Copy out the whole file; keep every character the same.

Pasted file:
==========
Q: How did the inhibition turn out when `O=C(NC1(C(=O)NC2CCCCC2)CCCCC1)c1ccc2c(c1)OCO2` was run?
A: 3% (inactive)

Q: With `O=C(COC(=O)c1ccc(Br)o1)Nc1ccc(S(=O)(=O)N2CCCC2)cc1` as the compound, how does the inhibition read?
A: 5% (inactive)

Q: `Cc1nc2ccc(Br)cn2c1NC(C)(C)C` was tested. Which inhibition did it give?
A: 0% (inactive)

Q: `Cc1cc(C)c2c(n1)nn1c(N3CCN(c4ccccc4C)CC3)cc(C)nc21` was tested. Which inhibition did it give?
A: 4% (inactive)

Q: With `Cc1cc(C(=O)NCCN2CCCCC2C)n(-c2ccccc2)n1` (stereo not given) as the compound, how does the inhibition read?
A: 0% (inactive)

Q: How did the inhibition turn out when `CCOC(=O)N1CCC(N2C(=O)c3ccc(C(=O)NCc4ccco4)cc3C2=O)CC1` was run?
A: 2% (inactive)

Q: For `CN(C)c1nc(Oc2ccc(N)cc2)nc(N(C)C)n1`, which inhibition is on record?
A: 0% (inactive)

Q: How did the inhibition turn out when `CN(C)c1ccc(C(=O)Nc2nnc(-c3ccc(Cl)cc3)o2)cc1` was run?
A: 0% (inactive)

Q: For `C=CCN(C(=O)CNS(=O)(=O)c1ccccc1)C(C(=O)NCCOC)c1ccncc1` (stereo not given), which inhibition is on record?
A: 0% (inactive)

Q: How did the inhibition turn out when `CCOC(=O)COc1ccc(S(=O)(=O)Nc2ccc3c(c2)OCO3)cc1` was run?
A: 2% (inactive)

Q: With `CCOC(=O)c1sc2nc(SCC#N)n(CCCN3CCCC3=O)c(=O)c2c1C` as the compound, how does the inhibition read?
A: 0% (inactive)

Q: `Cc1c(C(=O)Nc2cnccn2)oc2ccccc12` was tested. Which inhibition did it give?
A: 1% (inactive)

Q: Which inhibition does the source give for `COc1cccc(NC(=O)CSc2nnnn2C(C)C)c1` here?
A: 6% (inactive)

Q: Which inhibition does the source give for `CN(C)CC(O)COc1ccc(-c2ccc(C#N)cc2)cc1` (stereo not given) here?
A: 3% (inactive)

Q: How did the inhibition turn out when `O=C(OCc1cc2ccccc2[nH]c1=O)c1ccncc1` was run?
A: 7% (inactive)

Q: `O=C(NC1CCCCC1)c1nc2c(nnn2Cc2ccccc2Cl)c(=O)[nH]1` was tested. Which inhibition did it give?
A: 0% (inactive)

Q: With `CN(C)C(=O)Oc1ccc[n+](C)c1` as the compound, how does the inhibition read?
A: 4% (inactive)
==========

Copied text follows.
Q: How did the inhibition turn out when `O=C(NC1(C(=O)NC2CCCCC2)CCCCC1)c1ccc2c(c1)OCO2` was run?
A: 3% (inactive)

Q: With `O=C(COC(=O)c1ccc(Br)o1)Nc1ccc(S(=O)(=O)N2CCCC2)cc1` as the compound, how does the inhibition read?
A: 5% (inactive)

Q: `Cc1nc2ccc(Br)cn2c1NC(C)(C)C` was tested. Which inhibition did it give?
A: 0% (inactive)

Q: `Cc1cc(C)c2c(n1)nn1c(N3CCN(c4ccccc4C)CC3)cc(C)nc21` was tested. Which inhibition did it give?
A: 4% (inactive)

Q: With `Cc1cc(C(=O)NCCN2CCCCC2C)n(-c2ccccc2)n1` (stereo not given) as the compound, how does the inhibition read?
A: 0% (inactive)

Q: How did the inhibition turn out when `CCOC(=O)N1CCC(N2C(=O)c3ccc(C(=O)NCc4ccco4)cc3C2=O)CC1` was run?
A: 2% (inactive)

Q: For `CN(C)c1nc(Oc2ccc(N)cc2)nc(N(C)C)n1`, which inhibition is on record?
A: 0% (inactive)

Q: How did the inhibition turn out when `CN(C)c1ccc(C(=O)Nc2nnc(-c3ccc(Cl)cc3)o2)cc1` was run?
A: 0% (inactive)

Q: For `C=CCN(C(=O)CNS(=O)(=O)c1ccccc1)C(C(=O)NCCOC)c1ccncc1` (stereo not given), which inhibition is on record?
A: 0% (inactive)

Q: How did the inhibition turn out when `CCOC(=O)COc1ccc(S(=O)(=O)Nc2ccc3c(c2)OCO3)cc1` was run?
A: 2% (inactive)

Q: With `CCOC(=O)c1sc2nc(SCC#N)n(CCCN3CCCC3=O)c(=O)c2c1C` as the compound, how does the inhibition read?
A: 0% (inactive)

Q: `Cc1c(C(=O)Nc2cnccn2)oc2ccccc12` was tested. Which inhibition did it give?
A: 1% (inactive)

Q: Which inhibition does the source give for `COc1cccc(NC(=O)CSc2nnnn2C(C)C)c1` here?
A: 6% (inactive)

Q: Which inhibition does the source give for `CN(C)CC(O)COc1ccc(-c2ccc(C#N)cc2)cc1` (stereo not given) here?
A: 3% (inactive)

Q: How did the inhibition turn out when `O=C(OCc1cc2ccccc2[nH]c1=O)c1ccncc1` was run?
A: 7% (inactive)

Q: `O=C(NC1CCCCC1)c1nc2c(nnn2Cc2ccccc2Cl)c(=O)[nH]1` was tested. Which inhibition did it give?
A: 0% (inactive)

Q: With `CN(C)C(=O)Oc1ccc[n+](C)c1` as the compound, how does the inhibition read?
A: 4% (inactive)